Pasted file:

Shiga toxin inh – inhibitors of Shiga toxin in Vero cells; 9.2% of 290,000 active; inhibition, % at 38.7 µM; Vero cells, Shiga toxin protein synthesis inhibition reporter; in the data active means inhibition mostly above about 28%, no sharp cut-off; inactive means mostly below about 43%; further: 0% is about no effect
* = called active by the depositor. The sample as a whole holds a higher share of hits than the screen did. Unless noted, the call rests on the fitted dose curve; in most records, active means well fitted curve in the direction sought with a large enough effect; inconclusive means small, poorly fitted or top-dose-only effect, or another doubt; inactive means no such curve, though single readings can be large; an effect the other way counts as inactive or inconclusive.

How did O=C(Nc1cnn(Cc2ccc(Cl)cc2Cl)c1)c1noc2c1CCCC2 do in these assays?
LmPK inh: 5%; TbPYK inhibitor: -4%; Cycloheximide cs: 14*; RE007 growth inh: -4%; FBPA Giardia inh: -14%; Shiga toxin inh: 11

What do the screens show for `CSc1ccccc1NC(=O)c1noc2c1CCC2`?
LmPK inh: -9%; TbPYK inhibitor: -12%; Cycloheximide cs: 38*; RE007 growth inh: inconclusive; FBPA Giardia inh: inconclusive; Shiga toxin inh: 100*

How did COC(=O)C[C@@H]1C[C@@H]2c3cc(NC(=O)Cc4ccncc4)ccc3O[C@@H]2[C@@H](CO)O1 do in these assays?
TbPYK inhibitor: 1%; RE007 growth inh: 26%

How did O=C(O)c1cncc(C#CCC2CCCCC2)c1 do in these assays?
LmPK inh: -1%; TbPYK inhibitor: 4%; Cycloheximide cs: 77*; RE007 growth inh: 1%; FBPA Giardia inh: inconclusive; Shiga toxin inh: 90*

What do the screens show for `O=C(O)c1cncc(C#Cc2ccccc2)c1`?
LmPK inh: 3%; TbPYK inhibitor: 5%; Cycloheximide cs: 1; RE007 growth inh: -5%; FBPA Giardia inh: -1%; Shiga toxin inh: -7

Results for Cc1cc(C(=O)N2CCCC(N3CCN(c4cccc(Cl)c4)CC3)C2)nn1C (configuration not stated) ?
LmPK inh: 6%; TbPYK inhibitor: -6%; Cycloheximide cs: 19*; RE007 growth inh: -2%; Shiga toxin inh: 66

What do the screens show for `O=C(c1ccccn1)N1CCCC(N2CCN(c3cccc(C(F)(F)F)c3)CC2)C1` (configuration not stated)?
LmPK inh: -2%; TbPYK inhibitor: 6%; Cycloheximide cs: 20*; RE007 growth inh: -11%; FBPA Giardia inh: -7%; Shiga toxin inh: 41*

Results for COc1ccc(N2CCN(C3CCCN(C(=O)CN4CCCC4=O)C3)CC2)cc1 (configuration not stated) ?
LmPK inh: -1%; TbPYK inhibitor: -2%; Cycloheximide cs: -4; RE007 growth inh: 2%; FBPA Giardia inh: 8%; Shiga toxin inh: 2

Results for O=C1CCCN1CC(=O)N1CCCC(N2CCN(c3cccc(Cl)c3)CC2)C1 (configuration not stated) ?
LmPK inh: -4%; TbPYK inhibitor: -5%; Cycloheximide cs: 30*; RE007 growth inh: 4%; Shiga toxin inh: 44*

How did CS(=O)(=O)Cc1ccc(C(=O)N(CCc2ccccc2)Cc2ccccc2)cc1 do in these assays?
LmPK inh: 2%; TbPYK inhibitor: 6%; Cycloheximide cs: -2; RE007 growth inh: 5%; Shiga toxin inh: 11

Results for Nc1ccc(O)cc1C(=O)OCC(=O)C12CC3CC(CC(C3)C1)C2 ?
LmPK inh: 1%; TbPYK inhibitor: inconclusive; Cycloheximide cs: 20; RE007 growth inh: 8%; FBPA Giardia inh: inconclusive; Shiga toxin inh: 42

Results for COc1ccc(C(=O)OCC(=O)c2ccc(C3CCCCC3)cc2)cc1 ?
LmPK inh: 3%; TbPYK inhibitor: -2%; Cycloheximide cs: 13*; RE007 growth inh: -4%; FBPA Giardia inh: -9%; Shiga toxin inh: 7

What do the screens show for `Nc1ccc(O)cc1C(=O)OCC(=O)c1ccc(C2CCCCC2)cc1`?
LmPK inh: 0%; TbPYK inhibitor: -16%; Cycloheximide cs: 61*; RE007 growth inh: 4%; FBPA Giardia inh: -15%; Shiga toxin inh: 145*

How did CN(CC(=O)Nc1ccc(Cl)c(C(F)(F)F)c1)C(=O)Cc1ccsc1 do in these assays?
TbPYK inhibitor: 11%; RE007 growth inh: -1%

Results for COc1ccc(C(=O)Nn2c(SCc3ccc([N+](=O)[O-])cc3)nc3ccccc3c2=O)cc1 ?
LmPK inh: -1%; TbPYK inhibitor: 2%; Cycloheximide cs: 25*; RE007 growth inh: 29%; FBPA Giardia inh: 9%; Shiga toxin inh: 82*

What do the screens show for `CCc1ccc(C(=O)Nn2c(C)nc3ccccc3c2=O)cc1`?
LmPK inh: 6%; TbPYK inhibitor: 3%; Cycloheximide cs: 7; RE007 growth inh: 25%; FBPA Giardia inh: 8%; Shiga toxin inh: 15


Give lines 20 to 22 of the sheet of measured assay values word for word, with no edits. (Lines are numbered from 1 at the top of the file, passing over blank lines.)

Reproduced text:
LmPK inh: -4%; TbPYK inhibitor: -5%; Cycloheximide cs: 30*; RE007 growth inh: 4%; Shiga toxin inh: 44*

How did CS(=O)(=O)Cc1ccc(C(=O)N(CCc2ccccc2)Cc2ccccc2)cc1 do in these assays?
LmPK inh: 2%; TbPYK inhibitor: 6%; Cycloheximide cs: -2; RE007 growth inh: 5%; Shiga toxin inh: 11